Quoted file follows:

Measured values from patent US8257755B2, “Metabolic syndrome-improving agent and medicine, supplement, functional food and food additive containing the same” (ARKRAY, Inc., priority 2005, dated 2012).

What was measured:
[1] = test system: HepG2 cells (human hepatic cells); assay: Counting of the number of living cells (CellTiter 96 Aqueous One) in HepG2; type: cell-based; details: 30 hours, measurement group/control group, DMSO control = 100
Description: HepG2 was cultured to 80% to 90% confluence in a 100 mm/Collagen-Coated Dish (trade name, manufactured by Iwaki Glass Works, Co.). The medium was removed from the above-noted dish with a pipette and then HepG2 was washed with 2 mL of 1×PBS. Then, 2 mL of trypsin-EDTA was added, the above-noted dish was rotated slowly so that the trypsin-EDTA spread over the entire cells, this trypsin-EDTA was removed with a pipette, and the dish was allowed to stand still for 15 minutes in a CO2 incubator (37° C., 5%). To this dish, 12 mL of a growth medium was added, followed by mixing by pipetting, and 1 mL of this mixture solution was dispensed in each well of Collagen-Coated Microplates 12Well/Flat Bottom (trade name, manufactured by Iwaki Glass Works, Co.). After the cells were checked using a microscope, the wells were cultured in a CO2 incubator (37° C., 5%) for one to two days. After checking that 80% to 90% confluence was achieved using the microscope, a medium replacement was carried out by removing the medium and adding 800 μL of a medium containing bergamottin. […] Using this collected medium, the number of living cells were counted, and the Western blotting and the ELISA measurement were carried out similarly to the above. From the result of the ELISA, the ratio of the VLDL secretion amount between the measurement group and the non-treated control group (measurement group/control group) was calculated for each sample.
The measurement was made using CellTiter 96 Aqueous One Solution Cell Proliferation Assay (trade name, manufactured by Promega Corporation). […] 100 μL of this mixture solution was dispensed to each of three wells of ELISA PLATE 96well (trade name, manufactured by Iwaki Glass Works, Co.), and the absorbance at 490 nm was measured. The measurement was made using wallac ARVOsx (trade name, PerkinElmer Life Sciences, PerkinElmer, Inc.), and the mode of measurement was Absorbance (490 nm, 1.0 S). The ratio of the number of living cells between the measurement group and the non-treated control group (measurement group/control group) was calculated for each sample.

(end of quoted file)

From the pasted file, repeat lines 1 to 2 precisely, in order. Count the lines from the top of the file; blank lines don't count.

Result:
Measured values from patent US8257755B2, “Metabolic syndrome-improving agent and medicine, supplement, functional food and food additive containing the same” (ARKRAY, Inc., priority 2005, dated 2012).

What was measured: